You may remember that at the beginning of this year, Endpoints News set a goal to go broader and deeper. We are still working towards that, and are excited to share that Beth Snyder Bulik will be joining us on Monday to cover all things pharma marketing. You can sign up for her weekly Endpoints MarketingRx newsletter in your reader profile.

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No­var­tis de­vel­op­ment chief John Tsai: 'We go deep in the new plat­form­s'

During our recent European Biopharma Summit, I talked with Novartis development chief John Tsai about his experiences over the 3-plus years he’s been at the pharma giant. You can read the transcript below or listen to the exchange in the link above.

John Carroll: I followed your career for quite some time. You’ve had more than 20 years in big pharma R&D and you’ve obviously seen quite a lot. I really was curious about what it was like for you three and a half years ago when you took over as R&D chief at Novartis. Obviously a big move, a lot of changes. You went to work for the former R&D chief of Novartis, Vas Narasimhan, who had his own track record there. So what was the biggest adjustment when you went into this position?

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Amit Etkin, Alto Neuroscience CEO (Alto via Vimeo)

A star Stan­ford pro­fes­sor leaves his lab for a start­up out to re­make psy­chi­a­try

About five years ago, Amit Etkin had a breakthrough.

The Stanford neurologist, a soft-spoken demi-prodigy who became a professor while still a resident, had been obsessed for a decade with how to better define psychiatric disorders. Drugs for depression or bipolar disorder didn’t work for many patients with the conditions, and he suspected the reason was how traditional diagnoses didn’t actually get at the heart of what was going on in a patient’s brain.

Susan Galbraith, Executive VP, Oncology R&D, AstraZeneca

As­traZeneca on­col­o­gy R&D chief Su­san Gal­braith: 'Y­ou're go­ing to need or­thog­o­nal com­bi­na­tion­s'

 

Earlier in the week we broadcast our 4th annual European Biopharma Summit with a great lineup of top execs. One of the one-on-one conversations I set up was with Susan Galbraith, the oncology research chief at AstraZeneca. In a wide-ranging discussion, Galbraith reviewed the cancer drug pipeline and key trends influencing development work at the pharma giant. You can watch the video, above, or stick with the script below. — JC

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Roche's Tecen­triq cross­es the fin­ish line first in ad­ju­vant lung can­cer, po­ten­tial­ly kick­ing off gold rush

While falling behind the biggest PD-(L)1 drugs in terms of sales, Roche has looked to carve out a space for its Tecentriq with a growing expertise in lung cancer. The drug will now take an early lead in the sought-after adjuvant setting — but competitors are on the way.

The FDA on Friday approved Tecentriq as an adjuvant therapy for patients with Stage II-IIIA non small cell lung cancer with PD-(L)1 scores greater than or equal to 1, making it the first drug of its kind approved in an early setting that covers around 40% of all NSCLC patients.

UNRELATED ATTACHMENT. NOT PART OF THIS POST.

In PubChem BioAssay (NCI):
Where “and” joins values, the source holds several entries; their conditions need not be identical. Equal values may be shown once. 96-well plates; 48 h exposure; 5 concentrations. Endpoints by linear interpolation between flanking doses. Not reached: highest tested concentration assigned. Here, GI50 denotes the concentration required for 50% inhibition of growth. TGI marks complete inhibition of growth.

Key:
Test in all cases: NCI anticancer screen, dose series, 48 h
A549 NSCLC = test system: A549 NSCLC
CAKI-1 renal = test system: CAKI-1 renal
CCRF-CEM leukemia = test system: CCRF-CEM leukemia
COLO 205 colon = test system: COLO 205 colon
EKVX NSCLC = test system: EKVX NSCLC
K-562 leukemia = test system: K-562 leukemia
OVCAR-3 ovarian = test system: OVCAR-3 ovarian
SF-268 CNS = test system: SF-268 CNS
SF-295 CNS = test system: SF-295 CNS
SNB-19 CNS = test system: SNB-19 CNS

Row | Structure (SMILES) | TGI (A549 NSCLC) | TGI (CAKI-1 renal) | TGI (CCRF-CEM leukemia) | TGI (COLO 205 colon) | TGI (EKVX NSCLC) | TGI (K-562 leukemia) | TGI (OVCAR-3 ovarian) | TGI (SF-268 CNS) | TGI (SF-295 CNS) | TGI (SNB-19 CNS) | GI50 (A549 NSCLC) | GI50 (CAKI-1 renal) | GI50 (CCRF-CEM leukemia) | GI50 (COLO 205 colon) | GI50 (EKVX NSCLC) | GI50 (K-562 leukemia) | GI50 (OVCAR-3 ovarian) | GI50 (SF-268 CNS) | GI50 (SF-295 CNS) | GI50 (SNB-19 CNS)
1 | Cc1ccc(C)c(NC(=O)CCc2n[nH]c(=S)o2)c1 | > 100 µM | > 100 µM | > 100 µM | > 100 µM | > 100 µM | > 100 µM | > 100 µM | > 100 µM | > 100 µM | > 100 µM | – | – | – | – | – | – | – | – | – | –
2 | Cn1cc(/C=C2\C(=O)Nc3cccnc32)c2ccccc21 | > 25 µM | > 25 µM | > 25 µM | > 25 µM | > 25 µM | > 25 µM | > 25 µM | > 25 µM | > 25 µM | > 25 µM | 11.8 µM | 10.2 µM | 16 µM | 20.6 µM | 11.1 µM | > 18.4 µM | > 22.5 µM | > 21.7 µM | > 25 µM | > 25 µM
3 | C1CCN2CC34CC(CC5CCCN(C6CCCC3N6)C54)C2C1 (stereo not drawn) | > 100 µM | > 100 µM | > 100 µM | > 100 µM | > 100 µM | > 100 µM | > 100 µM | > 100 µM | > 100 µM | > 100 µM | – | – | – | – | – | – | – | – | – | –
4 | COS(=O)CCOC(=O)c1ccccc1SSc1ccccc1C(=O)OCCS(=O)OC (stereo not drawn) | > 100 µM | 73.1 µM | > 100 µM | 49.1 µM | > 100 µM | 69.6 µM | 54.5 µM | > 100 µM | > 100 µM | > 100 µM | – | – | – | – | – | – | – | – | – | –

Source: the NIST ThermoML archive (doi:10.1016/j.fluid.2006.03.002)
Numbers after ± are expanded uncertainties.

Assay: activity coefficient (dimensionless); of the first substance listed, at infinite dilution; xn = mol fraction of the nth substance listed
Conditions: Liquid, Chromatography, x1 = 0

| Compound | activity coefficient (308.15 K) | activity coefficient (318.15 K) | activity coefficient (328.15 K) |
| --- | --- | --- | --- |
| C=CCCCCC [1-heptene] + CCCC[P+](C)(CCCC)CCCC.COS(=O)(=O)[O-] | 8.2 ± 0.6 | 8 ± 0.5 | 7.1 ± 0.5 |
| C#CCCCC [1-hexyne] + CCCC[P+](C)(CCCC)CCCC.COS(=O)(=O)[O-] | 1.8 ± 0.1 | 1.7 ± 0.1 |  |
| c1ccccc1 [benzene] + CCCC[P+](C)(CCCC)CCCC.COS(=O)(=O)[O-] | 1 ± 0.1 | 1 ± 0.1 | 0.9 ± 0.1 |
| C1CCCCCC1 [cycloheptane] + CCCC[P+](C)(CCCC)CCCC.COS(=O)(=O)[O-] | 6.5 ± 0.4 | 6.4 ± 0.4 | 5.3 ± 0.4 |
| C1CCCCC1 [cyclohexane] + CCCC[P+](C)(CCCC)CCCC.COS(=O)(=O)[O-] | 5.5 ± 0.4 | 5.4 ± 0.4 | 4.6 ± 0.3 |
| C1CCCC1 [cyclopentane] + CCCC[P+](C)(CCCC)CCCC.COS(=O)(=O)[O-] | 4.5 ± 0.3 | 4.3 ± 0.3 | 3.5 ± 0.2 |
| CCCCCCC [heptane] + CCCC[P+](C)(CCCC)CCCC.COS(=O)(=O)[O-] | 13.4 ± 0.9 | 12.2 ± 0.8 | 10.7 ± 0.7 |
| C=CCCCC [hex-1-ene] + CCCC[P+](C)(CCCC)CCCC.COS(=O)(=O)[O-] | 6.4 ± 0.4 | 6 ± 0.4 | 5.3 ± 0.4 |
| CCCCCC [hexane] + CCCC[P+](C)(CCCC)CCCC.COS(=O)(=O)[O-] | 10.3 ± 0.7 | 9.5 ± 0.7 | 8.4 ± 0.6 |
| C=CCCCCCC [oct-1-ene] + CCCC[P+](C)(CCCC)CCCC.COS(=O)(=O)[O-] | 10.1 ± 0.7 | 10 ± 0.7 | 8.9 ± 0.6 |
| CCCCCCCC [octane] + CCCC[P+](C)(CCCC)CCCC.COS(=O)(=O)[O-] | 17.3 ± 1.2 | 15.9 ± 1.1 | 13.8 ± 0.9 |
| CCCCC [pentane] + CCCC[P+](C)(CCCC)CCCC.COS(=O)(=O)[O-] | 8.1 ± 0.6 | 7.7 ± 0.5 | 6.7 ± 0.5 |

FDA ad­comm votes unan­i­mous­ly in sup­port of a J&J Covid-19 boost­er two months af­ter one-dose shot

The FDA’s Vaccines and Related Biological Products Advisory Committee (VRBPAC) on Friday voted 19-0 in favor of authorizing a second shot of J&J’s Covid-19 vaccine to follow at least two months after the initial dose.

Regulators don’t have to follow VRBPAC’s recommendation, but they almost always do. Considering that the CDC’s advisory committee has already been set to review the expanded EUA, VRBPAC’s recommendation is likely to be adopted.

Tillman Gerngross, Adagio CEO

Q&A: Till­man Gern­gross ex­plains why his Covid mAb will have an edge over an al­ready crowd­ed field

If anyone knows about monoclonal antibodies, it’s serial entrepreneur, Adimab CEO, and Dartmouth professor of bioengineering Tillman Gerngross.

Even the name of Gerngross’ new antibody startup Adagio Therapeutics is meant to reflect his vision behind the development of his Covid-19 mAb: slowly, he said, explaining that “everyone else, whether it’s Regeneron, Lilly, or AstraZeneca, Vir, they all valued speed over everything.”

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Susan Galbraith speaking at Endpoints News' virtual EUBIO21 summit

Imfinzi/treme­li­mum­ab com­bo scores As­traZeneca an­oth­er OS win — this time in liv­er can­cer

Is the tide turning on AstraZeneca’s battered PD-L1/CTLA4 combo?

A single priming dose of the experimental tremelimumab, followed by Imfinzi every four weeks, beat Nexavar (sorafenib) in helping a group of liver cancer patients live longer in a Phase III study, the company reported, meeting the primary endpoint.

Specifically, the two drugs extended overall survival for patients with unresectable hepatocellular carcinoma who had not received prior systemic therapy and were not eligible for localized treatment.